In Ukraine, surrogacy babies have been held hostage by the war

Ukraine has become a hotspot for surrogacy (surrogacy), which is legal there for foreign couples, in recent years. Dozens of intended babies have been born through surrogacy since the war began, but many of their intended parents remain stranded at the border.

The nurses stay in this shelter 24 hours a day.
The nurses stay in this shelter 24 hours a day © Radio France / Gilles Gallinaro

In the basement of a cream-colored building, behind an iron door, in a windowless two-room apartment, we see strollers, strollers, mattresses on the floor. 21 babies live in this former refectory. “As soon as we understood that war was a reality, we prepared this shelter and placed the children in it“, explains Svetlana, one of the six midwives who look after the babies 24 hours a day. “We took as many things as we needed. Then, as the explosions subsided. We brought strollers, beds, strollers. We made the place cozier. We work 24 hours a day and we won’t give up on these babies“, explains Svetlana, one of the six nannies who look after the babies 24 hours a day.

These babies were born through surrogacy. The youngest is four days old and the oldest six months. The surrogate mothers have signed the handover certificate, but not all the intended parents have been able to come yet. Baby recovery has been turned upside down first by Covid-19, then now by the war.

“I take a gun and the baby in my arms”

When the parents come to the country or the border, it is almost an exfiltration operation organized by Igor Petrovich, Chief Medical Officer of Biotexcom, the main surrogacy agency in Ukraine: “I take a gun I take the baby in my arms. We leave in a convoy in one car. We meet the parents, we give the baby the papers. We shake hands and leave. In this situation, parents are shocked. They widened their eyes between those sirens and their baby“.

In this Noah’s Ark the intended parents are Italians, Spanish, Chinese, Canadians. Most of the French were able to come despite the war. That’s what Mathilde did (it’s an alias). His intended daughter was born on March 13, 120 km from Kyiv. She met him the next day:

We were very concerned. I risked my life, my husband too. But we couldn’t leave our baby behind in this context of war. We arrived at the hospital, they put him in our arms, then we left.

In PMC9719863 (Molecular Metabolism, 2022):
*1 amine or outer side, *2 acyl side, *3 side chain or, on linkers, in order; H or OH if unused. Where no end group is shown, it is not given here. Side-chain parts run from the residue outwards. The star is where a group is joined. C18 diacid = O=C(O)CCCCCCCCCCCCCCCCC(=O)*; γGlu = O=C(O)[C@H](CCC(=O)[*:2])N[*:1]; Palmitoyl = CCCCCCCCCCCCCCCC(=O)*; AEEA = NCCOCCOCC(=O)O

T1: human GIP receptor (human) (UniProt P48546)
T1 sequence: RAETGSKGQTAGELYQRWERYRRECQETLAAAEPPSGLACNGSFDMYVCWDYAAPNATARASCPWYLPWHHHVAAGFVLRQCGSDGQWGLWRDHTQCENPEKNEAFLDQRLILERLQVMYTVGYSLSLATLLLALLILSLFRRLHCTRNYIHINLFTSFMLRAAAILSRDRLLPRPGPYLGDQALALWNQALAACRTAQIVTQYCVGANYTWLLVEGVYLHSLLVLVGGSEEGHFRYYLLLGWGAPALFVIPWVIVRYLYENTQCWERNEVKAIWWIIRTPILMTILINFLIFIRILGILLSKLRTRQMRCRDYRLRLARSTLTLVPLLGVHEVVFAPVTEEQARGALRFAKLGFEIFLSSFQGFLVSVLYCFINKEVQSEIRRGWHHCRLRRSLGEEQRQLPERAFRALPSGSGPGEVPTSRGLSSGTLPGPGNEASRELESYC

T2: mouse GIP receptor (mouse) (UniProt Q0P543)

children without identity

But Mathilde’s baby only had one passport to return to France. Ukraine could not issue a birth certificate. So the child has no identity, no social security. This is not an isolated case in France. Catherine Clavin has instituted a dozen procedures to establish the identity of these children since the war: “Either the French consular authority issued the birth certificate of the child born abroad, but we were told that this was not possible for the French embassy“explains this attorney specializing in parentage law. “So we only have to go to the court of the parents’ domicile to apply for a judgment compensating for the absence of the birth certificate, thus declaring the civil status of that child.“.

The children have given first names written on post-its by the nurses
The children have given first names written on post-its by the nurses © Radio France / Gilles Gallinaro

In the ark of orphaned babies in Kyiv, the children therefore have a fictitious identity. Provisionally. It’s a post-it stuck in the cradles. It’s purple for girls, blue for boys. “The last name of the surrogate is written on these post-its because the child is undocumented. So we give them a first name ourselves. You get Ukrainian names“, says Slvetlana.”Like Igor Petrovich, a child just picked up by his parents. Or Nicolai Igorevich“.

Families worry about pregnant mothers in Ukraine

In addition to these orphan children, there is also the situation of surrogate mothers who are still pregnant. Some situations are dramatic or deeply distressing. For example, Sonia and Samuel Vacher are in France. They are expecting the birth of a baby girl in early June. But the surrogate mother is in the occupied zone, in the Karkhiv sector.

She felt safe at home for a long time“, say the future parents. “_Until the day she told us: ‘The Russians are in my town’. Then it said: ‘_Çbombed. We told him: “You really have to go”. She tells us, “Now it’s too dangerous to leave town because a car tried to leave town, they shot at it, they’re all dead.”“, go on. Her fear: “What can happen to our surrogate mother, her family, our child? Will she eventually be able to be evacuated to a safer area? If not, how is she going to give birth in her town when there are no more hospitals, no more doctors? How do we get our child back?

The company Biotexcom says that 50 children were born during the war. And that 450 surrogate mothers have yet to give birth. There are about ten surrogacy agencies in Ukraine. It was an important activity before the war. The procedure costs around 50,000 euros.

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